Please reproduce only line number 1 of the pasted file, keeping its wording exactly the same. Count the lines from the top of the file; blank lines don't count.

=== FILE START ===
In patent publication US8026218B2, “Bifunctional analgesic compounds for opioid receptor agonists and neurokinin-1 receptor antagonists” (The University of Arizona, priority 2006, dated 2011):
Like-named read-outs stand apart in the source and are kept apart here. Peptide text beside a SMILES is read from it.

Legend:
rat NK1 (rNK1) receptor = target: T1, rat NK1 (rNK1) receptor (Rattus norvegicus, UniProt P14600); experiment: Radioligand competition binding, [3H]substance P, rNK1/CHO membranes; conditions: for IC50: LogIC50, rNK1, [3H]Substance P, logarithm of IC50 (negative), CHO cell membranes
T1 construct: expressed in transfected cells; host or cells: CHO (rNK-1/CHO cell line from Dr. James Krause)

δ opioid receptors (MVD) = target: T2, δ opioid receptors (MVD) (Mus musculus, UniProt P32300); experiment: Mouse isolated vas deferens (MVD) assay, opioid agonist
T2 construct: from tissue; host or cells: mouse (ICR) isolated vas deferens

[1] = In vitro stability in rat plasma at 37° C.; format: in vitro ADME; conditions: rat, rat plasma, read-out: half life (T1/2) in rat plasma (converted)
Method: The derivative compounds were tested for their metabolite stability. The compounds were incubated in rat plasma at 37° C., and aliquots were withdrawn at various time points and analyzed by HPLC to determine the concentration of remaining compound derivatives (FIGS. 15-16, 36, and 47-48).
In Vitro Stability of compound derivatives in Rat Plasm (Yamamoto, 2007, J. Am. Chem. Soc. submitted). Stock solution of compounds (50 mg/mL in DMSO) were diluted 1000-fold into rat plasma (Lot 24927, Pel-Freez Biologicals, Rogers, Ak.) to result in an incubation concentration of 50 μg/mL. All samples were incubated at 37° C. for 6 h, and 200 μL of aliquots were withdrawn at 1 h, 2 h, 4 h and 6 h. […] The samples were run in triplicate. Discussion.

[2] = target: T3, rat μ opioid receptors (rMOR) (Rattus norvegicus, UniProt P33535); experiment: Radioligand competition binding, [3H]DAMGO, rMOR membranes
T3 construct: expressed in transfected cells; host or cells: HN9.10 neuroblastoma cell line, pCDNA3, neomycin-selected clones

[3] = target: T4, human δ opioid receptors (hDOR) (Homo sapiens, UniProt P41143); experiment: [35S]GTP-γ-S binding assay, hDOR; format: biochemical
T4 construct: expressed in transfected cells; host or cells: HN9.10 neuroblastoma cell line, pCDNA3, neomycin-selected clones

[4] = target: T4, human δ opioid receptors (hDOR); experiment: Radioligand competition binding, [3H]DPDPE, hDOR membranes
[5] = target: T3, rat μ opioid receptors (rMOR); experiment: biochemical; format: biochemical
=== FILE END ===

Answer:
In patent publication US8026218B2, “Bifunctional analgesic compounds for opioid receptor agonists and neurokinin-1 receptor antagonists” (The University of Arizona, priority 2006, dated 2011):